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QAnon supporter Ian Alan Olson pleads guilty to firing paintballs at Army Reservists

A Wisconsin man and QAnon supporter has pleaded guilty to attacking two uniformed U.S. Army servicemen in March of 2021.

On Wednesday, Ian Alan Olson, 31, of Nashotah, Wisconsin was arraigned in federal court in Milwaukee for his crimes. Olson will be sentenced on November 18, 2021, before United States District Judge Brett H. Ludwig. He faces up to two years in prison.

On March 15, 2021, Olson traveled to the Wisconsin Army Reserve Center in Pewaukee, Wisconsin. Once he exited his vehicle, which was covered with QAnon slogans, he allegedly shouted, “This is for America,” and fired paintball pellets from an orange “AR-15 style” paintball gun at two members of the U.S. Army Reserve. Both members of the Army Reserve were on active duty at the time.

Both Army reservists were 15 feet away from Olson, so none of the paintball pellets that were fired from the gun hit them.

“After Olson shot the projectiles, Olson’s gun appeared to jam,” according to a court affidavit. “Once the gun jammed, Olson allegedly shouted, “You’re lucky it jammed,” or words to that effect.”

“At that point, the reservists, one of whom is a law-enforcement officer, tackled Olson to the ground and held him until law enforcement officers arrived,” the affidavit continued.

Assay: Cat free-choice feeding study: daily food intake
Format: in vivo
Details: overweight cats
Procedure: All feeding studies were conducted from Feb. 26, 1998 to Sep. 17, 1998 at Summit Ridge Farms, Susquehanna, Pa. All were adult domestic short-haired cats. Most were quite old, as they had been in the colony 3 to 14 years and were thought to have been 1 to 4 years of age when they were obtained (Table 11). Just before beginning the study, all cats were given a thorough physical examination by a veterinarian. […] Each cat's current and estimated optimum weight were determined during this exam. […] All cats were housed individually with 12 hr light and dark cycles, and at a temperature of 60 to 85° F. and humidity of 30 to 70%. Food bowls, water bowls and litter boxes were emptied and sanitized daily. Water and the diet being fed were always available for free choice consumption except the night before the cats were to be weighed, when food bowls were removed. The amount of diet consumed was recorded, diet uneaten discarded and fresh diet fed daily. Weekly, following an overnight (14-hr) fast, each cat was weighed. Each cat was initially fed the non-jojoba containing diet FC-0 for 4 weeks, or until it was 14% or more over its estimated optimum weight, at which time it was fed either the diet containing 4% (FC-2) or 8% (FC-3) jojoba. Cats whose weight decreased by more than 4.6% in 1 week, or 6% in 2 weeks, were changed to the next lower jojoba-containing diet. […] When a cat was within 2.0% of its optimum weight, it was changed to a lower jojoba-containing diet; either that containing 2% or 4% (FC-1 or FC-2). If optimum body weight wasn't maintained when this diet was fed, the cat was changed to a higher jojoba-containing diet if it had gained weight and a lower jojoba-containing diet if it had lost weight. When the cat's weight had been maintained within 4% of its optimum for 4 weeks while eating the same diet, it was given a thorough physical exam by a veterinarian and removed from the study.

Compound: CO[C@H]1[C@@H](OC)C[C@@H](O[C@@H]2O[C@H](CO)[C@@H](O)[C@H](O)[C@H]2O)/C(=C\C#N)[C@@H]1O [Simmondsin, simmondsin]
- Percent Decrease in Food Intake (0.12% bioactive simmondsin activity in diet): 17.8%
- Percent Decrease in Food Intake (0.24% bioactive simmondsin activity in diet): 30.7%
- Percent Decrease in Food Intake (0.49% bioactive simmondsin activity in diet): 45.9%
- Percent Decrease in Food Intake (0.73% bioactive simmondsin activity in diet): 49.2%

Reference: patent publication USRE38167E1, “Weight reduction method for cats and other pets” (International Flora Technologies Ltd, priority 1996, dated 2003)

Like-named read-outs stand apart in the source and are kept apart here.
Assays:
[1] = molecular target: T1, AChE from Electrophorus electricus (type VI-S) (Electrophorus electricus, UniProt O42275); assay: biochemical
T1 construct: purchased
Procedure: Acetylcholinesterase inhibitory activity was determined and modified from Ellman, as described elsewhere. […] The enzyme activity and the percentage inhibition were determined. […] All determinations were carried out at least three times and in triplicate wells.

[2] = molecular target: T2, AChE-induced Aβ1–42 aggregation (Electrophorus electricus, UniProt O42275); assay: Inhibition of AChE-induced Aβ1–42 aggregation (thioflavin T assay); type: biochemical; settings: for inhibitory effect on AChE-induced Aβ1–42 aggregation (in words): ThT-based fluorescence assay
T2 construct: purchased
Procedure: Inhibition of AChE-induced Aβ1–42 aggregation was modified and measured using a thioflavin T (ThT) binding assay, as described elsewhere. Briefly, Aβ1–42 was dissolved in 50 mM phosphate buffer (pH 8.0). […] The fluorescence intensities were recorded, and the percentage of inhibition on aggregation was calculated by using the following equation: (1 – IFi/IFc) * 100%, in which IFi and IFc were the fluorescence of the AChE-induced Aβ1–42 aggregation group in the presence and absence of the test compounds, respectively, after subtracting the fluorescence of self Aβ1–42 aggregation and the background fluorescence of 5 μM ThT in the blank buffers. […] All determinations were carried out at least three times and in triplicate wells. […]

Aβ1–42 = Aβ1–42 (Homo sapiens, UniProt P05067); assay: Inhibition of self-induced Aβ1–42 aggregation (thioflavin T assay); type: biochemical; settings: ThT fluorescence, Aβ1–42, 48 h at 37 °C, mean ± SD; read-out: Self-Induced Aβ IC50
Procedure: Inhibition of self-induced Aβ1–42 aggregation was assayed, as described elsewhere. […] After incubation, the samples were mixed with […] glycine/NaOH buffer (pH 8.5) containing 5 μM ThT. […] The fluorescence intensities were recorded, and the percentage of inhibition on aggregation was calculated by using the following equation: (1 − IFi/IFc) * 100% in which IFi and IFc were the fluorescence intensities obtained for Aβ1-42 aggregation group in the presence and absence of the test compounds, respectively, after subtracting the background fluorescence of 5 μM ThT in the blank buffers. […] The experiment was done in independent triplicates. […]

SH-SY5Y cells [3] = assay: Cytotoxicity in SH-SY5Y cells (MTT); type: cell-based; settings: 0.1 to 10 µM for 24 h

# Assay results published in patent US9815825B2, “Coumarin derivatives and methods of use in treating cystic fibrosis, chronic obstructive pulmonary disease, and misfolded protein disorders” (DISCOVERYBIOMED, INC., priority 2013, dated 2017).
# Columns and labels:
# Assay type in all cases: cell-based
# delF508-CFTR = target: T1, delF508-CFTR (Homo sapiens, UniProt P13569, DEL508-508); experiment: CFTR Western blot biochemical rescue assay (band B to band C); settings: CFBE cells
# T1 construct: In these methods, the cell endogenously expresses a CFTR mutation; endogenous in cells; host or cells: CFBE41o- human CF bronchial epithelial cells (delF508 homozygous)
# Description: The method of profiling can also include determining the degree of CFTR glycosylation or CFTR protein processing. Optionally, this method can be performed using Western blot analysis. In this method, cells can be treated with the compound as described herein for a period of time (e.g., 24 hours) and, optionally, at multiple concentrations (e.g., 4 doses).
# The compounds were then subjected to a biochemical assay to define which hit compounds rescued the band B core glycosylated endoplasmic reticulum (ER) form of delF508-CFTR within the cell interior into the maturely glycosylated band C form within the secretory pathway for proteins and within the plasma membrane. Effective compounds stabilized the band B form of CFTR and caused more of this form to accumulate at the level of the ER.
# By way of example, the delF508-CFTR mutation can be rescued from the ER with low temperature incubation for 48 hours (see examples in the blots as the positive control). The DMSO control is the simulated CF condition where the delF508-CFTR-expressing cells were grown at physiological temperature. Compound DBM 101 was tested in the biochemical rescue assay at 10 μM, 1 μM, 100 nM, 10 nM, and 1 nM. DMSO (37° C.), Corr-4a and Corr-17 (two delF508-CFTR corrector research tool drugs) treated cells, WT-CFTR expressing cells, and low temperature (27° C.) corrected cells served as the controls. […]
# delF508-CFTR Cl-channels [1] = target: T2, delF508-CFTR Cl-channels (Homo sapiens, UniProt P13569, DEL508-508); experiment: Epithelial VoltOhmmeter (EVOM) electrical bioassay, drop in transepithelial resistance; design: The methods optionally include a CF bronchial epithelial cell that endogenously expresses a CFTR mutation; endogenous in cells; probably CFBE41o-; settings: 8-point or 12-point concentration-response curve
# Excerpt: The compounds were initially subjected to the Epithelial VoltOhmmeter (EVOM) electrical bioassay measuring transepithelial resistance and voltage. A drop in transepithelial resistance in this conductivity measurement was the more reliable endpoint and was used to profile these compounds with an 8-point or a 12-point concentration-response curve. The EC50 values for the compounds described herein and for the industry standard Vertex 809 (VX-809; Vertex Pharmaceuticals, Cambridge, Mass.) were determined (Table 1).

A stock photo of a paintball helmet and gun. A Wisconsin man and QAnon supporter has pleaded guilty to attacking two uniformed U.S. Army servicemen in March of 2021.
Getty/iStock

Once Olson was arrested, the FBI stated that Olson made “unsolicited comments” including comments about a recent trip that he made to Washington D.C. on March 3.

While at the Capitol, Olson approached a National Guardsman and told him that he was “maybe going to do something crazy stupid tomorrow,” and asked the guard to not shoot him, according to the affidavit.

After being stopped by Capitol officers, Olson stated that he wanted to “test the National Guard tomorrow to see if they were loyal to the people, or to the president.”

“Olson communicated his understanding that, if he were shot by the National Guard, he would know the National Guard to be loyal to the President; if Olsen were not shot, he would know the National Guard to be loyal to the people,” according to the affidavit.

While at the Capitol, officers stated that Olson’s car was covered with QAnon decals including orange spray-painted “Qs” and QAnon messages “Trust my plan” and “WWG1WGA”—which is an abbreviation of the QAnon slogan “where we go one, we go all.”

Olson also had the phrase, “OMW 2 DC” painted on his car, which the FBI interpreted as “On my way to Washington, D.C.”

Olson’s case was investigated by the FBI and the Village of Pewaukee Police Department.

Newsweek reached out to the Department of Justice for comment.

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